Three years ago I signed up for an account on 500px – an online photo sharing website. I was pleased to see they were based in Toronto and I liked the notion of supporting a Canadian based photo sharing site as I had with Flickr back in 2004. I read their TOS, and all seemed straightforward and uploaded some photographs. Considering how many followers I had a the time, I had a good reception, and one of my photos even had an “editors choice” which gave me some early attention.
I don’t want to give the impression with this list that I hate the people involved in producing 500px, or the users on the site. If 500px still works for you, great – you should keep using it. I do like the layout and manner in which 500px displays its user’s photography, and the reaction to my photography there was generally positive. I wrote this over the period of the last few months, but have hesitated to publish as it’s more of a negative post than usual. The subject of 500px comes up often enough in online conversation I thought it would be beneficial to write down some of the issues I’ve had over the years and communicate why I no longer participate in sharing, voting, or viewing there.
I wrote this section a few months ago. Since then I’ve read a great post by Sarah Marino titled “Photo Consumption, Conformity, and Copying in Landscape Photography“. Sarah’s post nicely sums up the issues with voting, goals of popularity, and the resulting conformity better than I did, so you should just go read her post. Well, after you finish mine.
I’ll just say that since I left 500px I don’t miss comments simply consisting of “V+F” or the emails I had saying that they would vote for my images only if I would vote for theirs first.
2. Pricing of Digital Downloads
When 500px launched their 500px Market option that allowed users to opt into limited canvas sales and digital downloads I was interested. The canvas side of things seemed reasonable, but it was tied to the digital download, and you couldn’t pick one over the other. The digital download gave out a large file (if not full resolution) for around $3. As I was not willing to give images away for that price, I wasn’t allowed to access canvas sales on 500px. I should point out this was not the same as the 500px Art store I mention below.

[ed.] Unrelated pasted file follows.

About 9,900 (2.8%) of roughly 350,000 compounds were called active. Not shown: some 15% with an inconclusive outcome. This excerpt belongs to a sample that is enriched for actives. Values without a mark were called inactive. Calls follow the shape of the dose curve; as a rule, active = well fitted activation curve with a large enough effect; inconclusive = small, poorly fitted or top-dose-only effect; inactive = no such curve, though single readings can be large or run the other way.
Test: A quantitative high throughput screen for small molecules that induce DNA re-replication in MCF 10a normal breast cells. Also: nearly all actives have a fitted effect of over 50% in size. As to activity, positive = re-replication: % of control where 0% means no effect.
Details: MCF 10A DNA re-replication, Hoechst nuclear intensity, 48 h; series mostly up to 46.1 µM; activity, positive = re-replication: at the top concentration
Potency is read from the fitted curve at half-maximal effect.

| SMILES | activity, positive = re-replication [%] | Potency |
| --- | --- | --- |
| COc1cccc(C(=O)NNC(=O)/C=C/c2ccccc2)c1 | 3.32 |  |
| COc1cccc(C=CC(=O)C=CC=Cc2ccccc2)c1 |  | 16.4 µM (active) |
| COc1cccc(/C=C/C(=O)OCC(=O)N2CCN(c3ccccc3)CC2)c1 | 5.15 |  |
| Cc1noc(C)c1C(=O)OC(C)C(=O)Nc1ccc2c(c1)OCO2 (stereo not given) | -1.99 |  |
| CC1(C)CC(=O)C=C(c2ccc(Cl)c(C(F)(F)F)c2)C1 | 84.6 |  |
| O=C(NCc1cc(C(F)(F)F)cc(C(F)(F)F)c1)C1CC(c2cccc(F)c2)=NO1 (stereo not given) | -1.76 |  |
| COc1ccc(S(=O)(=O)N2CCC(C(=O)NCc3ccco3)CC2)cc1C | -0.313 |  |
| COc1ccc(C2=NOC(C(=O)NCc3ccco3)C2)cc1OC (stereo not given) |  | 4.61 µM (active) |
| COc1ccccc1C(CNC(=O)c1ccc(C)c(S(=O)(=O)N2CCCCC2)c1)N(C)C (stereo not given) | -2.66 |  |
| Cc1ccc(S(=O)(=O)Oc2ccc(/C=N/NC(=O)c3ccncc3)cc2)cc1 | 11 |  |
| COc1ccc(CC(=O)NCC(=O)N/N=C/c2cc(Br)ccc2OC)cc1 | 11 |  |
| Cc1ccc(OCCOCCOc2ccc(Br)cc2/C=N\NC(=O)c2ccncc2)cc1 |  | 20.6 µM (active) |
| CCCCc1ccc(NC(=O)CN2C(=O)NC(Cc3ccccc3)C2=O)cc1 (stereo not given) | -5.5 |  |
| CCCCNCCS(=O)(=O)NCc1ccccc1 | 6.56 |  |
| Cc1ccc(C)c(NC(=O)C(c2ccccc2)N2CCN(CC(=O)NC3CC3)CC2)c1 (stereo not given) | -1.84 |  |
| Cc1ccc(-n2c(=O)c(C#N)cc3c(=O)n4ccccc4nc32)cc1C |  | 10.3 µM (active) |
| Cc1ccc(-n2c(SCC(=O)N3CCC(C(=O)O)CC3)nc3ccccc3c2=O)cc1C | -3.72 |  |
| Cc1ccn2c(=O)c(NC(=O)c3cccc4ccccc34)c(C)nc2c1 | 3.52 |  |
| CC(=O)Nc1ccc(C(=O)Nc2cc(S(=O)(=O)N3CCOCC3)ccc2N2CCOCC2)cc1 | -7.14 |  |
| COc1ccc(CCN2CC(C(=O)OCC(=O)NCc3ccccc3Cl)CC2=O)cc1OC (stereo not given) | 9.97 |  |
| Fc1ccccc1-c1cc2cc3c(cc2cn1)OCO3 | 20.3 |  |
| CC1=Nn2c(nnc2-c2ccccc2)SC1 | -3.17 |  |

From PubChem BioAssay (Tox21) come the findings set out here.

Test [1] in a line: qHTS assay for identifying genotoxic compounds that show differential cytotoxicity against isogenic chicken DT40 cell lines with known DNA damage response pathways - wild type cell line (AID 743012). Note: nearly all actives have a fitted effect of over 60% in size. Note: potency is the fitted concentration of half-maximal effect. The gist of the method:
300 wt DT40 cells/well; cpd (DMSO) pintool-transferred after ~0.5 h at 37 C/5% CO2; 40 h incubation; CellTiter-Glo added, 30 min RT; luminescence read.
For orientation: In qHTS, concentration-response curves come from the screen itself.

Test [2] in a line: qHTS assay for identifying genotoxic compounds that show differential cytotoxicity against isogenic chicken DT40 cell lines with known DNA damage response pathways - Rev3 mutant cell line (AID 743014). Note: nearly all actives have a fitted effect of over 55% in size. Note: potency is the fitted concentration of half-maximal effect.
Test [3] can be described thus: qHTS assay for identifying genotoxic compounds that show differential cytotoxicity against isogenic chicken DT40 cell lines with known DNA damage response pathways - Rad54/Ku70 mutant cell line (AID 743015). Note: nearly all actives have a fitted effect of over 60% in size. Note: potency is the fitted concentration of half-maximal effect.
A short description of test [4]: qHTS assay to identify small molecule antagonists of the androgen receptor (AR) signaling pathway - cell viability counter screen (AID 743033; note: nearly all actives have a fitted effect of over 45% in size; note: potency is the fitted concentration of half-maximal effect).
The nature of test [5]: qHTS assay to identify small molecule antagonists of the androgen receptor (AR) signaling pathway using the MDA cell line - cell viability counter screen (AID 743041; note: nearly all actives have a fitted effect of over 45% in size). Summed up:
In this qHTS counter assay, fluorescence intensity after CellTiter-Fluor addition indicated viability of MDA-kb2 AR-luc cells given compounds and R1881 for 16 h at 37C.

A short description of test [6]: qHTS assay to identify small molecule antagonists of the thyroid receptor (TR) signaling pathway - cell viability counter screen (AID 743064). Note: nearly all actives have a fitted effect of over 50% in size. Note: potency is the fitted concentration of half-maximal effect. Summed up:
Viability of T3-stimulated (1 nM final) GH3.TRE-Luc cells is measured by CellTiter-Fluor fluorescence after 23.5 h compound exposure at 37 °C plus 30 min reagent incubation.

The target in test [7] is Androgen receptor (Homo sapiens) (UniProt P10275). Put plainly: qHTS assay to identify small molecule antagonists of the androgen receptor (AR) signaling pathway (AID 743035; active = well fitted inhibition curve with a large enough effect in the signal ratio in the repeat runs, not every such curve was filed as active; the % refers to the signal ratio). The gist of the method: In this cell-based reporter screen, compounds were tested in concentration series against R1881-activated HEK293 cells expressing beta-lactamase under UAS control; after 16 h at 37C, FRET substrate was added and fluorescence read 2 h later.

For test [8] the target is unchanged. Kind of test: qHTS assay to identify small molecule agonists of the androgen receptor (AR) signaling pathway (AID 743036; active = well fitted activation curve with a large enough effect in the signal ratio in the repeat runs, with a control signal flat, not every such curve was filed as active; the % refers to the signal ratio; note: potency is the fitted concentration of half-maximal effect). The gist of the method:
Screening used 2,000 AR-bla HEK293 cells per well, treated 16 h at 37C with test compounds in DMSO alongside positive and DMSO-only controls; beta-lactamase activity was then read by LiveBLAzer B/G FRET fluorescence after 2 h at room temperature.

3. Launch of 500px Art store (service ending in 2015)
I was not interested in opting into the print store (500px Art) due to the sizes and pricing offered, and 500px wouldn’t communicate where these prints were being produced. I did take a look at their site, and in doing a quick search on it, found my images listed in the results despite my not having opted in. This may very well have been covered by the 500px main site’s Terms of Service but it still left a bad taste in my mouth. Clicking on my images in the search results didn’t allow you to actually get a print, so I presume as the store was new they were populating the search results with some images from the 500px main site until their selection improved.
4. Dignity for Photographers: 30% Royalties.
When 500px’s licensing site 500px Prime was launched two statements were made that really angered many photographers. From their blog post (https://500px.com/blog/998/introducing-500px-prime) we have this statement:
“We are pricing all licenses in a way that brings dignity to the photographer, we are not joining the race to the bottom. Our licenses will start at $250.”
While I was not interested in selling RF licenses (I only offer my work as Rights Managed) at least the prices weren’t in microstock range. However, their next statement was this:
“We are giving you, the photographer, 30% for every one of your images that we license. It doesn’t matter how it is bought, who buys it, or under what license, your 30% comes off the top.”
30% = Dignity? You’ll see in the comments on that blog post that many were not happy with the 30% rate. Quite a few photographers negatively reacted to the choice to use the word dignity alongside a 30% royalty. To their credit, 500px changed their stance on this about a month later and flipped the royalty rates to 70% for the photographer and 30% for themselves. However, I think the original 30% royalty betrays their attitude towards photographers and the value placed in their work. This may be close to industry standard rates but I reserve the right to be disappointed by it.
5. Free images for Bing’s Homepage
In late 2013 500px offered another opt in program to allow photographers to potentially have their images used as the background to the Bing.com homepage: https://500px.com/blog/736/500px-bing-showcasing-world-class-photography-together . Many photographers were unhappy with this, as placement on the Bing.com homepage was formerly a potential licensing deal. As indicated by Patrick Smith in the comments section – one that was valued around “a couple hundred dollars”.